UL 3DMark - CPU Profile Benchmark

We present the benchmark results for the single and maximum threads case above. Since we have started processing these benchmarks only recently, our sample set for this benchmark is limited. For additional reference, the Beast Canyon NUC with the 65W TDP Tiger Lake processor scored 7117 for the multi-threaded case and 968 for the single-threaded one. Here, we see the 28W TDP version score 2703 and 837 correspondingly.

Overall, we see the NUC BOX-1165G7 perform strongly in most UL workloads where single-threaded performance matters. In the gaming workloads, the results are much more varied, with resolution and details level affecting relative performance greatly.

BAPCo SYSmark 25 Miscellaneous Performance Metrics


View All Comments

  • TheinsanegamerN - Thursday, August 26, 2021 - link

    Really dissapointed there are no games benchmarked.

    " If AMD's OEMs manage to create a mini-PC with, say, the Ryzen 7 5800U in a 25W cTDP-up configuration, Tiger Lake-U's appeal could be dented further."

    Well that's just not going to happen. Even now 4700/4800u NUC sized PCs are extremely rare, and AMD isnt going to bother making their own.
  • xsoft7 - Thursday, August 26, 2021 - link

    there is a Zen3 mini PC.. with 5900HX
  • TheinsanegamerN - Friday, August 27, 2021 - link

    Now that's interesting. Not a single tech outlet has talked about these guys yet. Reply
  • ganeshts - Friday, August 27, 2021 - link

    Coverage dated Aug. 4th: https://www.anandtech.com/show/16866/minisforum-un... Reply
  • TheinsanegamerN - Tuesday, September 7, 2021 - link

    That's nothing more then a product announcement. It's not a review, and if we base a products coverage by announcements then there are 15 electric trucks on the market already. Reply
  • meacupla - Thursday, August 26, 2021 - link

    By "rare", do you mean product variety, or product availability?
    Because I can totally find the 4x4 BOX-4800U in stock, at newegg. They even have a BRIX with 4800U in stock.
    Of course, if you are outside of NA, then GL with that.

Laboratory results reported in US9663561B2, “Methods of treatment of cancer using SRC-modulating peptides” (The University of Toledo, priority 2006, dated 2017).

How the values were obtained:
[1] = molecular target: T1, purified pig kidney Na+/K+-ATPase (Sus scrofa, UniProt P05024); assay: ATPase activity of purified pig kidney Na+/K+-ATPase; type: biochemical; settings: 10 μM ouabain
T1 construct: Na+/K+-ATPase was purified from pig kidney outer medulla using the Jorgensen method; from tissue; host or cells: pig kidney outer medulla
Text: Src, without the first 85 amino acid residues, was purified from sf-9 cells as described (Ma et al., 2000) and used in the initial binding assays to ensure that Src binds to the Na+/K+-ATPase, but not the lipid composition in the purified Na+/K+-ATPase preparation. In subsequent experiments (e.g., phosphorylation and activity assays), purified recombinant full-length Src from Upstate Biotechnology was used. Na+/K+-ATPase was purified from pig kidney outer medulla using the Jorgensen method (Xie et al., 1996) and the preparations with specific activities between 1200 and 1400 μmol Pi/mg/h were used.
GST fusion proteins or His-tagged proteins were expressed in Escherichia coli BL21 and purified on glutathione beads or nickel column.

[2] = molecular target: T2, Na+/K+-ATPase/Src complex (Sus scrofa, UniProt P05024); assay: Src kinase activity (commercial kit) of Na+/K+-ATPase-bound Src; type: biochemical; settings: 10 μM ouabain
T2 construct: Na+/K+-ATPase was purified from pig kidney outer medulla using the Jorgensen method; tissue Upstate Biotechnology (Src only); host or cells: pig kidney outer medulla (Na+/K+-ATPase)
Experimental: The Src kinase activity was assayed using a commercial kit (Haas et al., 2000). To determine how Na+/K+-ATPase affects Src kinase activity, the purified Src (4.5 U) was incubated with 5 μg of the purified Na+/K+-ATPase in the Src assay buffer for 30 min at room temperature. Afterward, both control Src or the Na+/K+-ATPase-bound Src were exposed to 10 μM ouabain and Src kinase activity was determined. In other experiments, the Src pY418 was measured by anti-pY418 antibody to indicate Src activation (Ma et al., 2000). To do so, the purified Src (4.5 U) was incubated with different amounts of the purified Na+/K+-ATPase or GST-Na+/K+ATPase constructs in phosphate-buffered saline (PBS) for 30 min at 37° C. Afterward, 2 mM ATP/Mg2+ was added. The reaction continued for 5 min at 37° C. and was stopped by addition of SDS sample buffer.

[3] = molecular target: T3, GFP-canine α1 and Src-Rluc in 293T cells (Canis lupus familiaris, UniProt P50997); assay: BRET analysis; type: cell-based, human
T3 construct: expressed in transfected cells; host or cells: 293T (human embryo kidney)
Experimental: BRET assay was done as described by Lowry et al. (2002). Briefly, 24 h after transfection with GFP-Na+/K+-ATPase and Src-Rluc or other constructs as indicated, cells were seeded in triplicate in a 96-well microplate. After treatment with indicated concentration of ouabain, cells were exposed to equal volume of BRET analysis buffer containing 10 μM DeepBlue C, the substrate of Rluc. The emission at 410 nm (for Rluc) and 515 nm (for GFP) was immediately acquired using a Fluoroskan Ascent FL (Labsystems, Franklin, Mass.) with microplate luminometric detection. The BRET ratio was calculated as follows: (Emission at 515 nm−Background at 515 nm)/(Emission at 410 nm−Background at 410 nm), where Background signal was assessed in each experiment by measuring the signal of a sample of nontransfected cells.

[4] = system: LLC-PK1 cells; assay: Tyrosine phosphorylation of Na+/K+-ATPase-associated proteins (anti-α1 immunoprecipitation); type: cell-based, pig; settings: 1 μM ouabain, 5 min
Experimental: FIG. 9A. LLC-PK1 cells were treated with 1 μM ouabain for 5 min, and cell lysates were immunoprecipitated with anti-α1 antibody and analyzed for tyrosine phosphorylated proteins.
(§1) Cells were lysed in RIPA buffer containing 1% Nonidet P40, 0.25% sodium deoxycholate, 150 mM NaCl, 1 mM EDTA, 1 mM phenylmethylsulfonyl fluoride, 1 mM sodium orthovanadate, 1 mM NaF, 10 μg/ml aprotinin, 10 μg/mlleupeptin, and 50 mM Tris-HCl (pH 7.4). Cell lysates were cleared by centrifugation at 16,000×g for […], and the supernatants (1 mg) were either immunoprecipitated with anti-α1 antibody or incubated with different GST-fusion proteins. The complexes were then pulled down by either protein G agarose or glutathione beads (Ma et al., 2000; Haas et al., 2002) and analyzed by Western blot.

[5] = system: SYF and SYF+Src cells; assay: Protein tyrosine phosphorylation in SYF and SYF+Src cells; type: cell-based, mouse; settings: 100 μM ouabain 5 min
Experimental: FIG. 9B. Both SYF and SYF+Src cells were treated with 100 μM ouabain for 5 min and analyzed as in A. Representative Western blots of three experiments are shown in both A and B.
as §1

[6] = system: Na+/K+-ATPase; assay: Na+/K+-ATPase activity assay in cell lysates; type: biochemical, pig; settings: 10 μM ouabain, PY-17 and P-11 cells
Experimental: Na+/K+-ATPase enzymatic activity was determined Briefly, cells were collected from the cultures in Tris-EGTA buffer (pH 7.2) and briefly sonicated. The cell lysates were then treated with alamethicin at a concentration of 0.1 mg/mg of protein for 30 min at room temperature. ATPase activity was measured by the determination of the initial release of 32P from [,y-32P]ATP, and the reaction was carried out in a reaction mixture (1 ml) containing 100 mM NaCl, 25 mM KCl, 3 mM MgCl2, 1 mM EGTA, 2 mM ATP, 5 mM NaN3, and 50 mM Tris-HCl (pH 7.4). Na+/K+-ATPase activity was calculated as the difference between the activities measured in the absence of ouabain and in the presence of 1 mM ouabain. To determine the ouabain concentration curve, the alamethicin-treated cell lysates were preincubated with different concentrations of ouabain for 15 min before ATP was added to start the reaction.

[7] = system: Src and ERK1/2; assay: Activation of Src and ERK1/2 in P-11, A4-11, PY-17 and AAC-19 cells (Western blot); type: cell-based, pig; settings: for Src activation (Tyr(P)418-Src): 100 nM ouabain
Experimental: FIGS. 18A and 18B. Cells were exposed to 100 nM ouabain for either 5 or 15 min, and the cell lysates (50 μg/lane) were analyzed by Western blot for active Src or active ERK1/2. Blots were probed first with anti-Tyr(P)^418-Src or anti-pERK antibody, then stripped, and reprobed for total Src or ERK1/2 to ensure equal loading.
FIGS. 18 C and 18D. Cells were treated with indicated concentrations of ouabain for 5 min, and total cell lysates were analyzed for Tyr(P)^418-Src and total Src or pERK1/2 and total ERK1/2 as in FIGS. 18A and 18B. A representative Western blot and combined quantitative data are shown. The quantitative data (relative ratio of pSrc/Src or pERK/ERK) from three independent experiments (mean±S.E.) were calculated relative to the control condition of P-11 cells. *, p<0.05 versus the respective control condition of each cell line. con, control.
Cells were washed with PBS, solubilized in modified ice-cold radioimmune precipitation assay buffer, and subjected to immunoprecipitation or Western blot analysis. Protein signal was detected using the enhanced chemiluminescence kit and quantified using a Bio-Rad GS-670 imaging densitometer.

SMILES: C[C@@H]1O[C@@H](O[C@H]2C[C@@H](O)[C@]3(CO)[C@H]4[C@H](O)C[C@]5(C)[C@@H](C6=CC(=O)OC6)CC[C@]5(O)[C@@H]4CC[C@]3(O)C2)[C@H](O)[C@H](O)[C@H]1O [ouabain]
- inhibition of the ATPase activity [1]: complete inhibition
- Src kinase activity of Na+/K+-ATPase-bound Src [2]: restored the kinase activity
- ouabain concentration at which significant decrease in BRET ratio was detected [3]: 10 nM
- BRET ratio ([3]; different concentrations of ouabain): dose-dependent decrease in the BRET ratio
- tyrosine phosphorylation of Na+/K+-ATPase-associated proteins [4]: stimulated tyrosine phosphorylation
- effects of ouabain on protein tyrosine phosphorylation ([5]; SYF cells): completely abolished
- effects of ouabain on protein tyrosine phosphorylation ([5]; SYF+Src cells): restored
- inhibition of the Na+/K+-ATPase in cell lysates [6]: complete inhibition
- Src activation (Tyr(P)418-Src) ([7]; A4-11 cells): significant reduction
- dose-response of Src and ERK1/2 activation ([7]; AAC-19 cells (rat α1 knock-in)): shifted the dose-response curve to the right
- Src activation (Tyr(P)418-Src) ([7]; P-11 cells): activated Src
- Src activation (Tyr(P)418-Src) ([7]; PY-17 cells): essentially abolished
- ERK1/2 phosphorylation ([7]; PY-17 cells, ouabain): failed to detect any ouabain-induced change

• domih - Thursday, August 26, 2021 - link

    4x4 BOX-4800U user here in California. I bought it on NewEgg months ago, then it became out of stock, then apparently NewEgg is expecting a new batch. Good news for you guys: it is even less expensive now. Experience matches this review. Yes, the 4800U model has DASH allowing out-of-band management. The box is so small that some wide USB keys won't coexist pacifically with others. Ubuntu 20.04. When I ran Phoronix tests the box went quite hot and the fan is not really silent. Should be OK as HTPC though, won't get that hot playing video. Reply
  • ifThenError - Friday, August 27, 2021 - link

    >> Well that's just not going to happen.
    Well not quite so fortunately! Gigabyte has anounced a UCFF barebone going up to a Ryzen 7 5800u to be released in "available in Q3 2021".

    In theory you could order one within the next 1 - 2 months, if and when you can really purchase these, we will see...
  • quiksilvr - Friday, August 27, 2021 - link

    More disappointed that upon looking at the gallery it is two USB-C ports and not a Thunderbolt 4 port on the device. Reply
  • ginandbacon - Sunday, October 10, 2021 - link

    I own this device, you have to install a TB driver and I have a TB4 Hub attached with two TB3 NVME drives and they both work at TB3 speeds (40Gbps), Asrock didn't want to pay Intel, I bet Asrock gets sued over this. You can find the board on Ebay for around $260 if you are willing to wait, it's the better deal, the case is junk anyways. I was under the impression that both front USB C ports where TB4 but Asrock hinted they were and only one is. Reply